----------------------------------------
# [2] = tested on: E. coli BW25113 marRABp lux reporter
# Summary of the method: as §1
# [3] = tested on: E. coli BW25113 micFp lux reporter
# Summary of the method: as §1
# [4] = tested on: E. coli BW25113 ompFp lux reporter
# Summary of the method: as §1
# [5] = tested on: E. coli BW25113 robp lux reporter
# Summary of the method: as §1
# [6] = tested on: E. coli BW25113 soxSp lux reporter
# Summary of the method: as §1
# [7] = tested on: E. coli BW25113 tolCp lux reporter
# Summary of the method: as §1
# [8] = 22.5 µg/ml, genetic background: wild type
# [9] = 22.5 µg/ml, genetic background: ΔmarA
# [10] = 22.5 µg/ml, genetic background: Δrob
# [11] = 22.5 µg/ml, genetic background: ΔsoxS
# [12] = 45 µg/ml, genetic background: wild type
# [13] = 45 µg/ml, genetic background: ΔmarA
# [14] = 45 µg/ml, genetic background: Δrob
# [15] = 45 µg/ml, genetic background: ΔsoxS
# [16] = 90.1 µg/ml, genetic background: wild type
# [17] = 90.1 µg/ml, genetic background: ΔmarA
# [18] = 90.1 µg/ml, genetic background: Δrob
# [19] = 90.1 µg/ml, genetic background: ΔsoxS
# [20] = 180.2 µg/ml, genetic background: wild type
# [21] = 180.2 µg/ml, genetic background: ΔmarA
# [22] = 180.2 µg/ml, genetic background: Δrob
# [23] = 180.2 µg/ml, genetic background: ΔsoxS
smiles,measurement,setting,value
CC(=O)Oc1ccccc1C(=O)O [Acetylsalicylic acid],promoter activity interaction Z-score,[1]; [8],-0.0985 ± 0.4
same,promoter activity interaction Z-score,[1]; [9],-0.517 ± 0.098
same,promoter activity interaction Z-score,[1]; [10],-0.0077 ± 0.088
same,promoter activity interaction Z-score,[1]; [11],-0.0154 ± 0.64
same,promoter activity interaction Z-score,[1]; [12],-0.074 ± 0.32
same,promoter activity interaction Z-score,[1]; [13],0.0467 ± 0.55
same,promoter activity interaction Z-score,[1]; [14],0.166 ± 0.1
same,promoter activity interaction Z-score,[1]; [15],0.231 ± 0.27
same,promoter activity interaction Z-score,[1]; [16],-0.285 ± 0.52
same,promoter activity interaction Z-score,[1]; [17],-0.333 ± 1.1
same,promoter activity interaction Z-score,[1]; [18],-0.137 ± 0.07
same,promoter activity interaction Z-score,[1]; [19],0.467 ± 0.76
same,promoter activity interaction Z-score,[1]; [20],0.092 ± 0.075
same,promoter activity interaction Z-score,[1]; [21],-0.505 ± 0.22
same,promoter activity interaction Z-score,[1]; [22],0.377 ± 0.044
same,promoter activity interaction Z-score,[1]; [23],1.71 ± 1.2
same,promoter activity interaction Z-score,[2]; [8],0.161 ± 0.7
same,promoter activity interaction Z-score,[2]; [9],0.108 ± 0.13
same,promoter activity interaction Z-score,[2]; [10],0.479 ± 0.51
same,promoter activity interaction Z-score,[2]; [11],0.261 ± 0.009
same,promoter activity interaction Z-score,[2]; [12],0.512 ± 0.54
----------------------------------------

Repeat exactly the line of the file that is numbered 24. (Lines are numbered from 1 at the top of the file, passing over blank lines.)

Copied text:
# [19] = 90.1 µg/ml, genetic background: ΔsoxS